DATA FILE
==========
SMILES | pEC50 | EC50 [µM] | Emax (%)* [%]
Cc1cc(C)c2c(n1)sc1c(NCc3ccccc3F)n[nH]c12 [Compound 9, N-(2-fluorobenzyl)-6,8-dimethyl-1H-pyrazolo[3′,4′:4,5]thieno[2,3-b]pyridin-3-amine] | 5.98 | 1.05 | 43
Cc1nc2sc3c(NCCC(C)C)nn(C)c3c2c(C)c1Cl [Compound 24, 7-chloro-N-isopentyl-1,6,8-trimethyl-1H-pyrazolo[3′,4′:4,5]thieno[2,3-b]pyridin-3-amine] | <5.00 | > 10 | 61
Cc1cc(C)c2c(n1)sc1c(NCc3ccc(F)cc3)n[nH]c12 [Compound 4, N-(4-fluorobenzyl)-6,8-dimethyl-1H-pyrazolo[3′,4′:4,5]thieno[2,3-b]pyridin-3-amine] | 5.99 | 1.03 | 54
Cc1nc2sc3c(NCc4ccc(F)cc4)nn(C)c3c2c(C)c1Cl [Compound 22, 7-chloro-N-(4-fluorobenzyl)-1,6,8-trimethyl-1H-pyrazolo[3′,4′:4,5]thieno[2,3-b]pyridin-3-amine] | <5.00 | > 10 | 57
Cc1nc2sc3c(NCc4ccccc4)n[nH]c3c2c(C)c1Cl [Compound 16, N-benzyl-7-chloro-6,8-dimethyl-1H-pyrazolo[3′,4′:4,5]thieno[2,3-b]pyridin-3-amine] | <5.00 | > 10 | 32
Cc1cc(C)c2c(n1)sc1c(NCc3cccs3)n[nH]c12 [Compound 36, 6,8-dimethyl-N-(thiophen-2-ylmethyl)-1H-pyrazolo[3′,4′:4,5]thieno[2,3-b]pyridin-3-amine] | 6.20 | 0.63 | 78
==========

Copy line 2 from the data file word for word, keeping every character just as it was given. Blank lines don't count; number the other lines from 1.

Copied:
Cc1cc(C)c2c(n1)sc1c(NCc3ccccc3F)n[nH]c12 [Compound 9, N-(2-fluorobenzyl)-6,8-dimethyl-1H-pyrazolo[3′,4′:4,5]thieno[2,3-b]pyridin-3-amine] | 5.98 | 1.05 | 43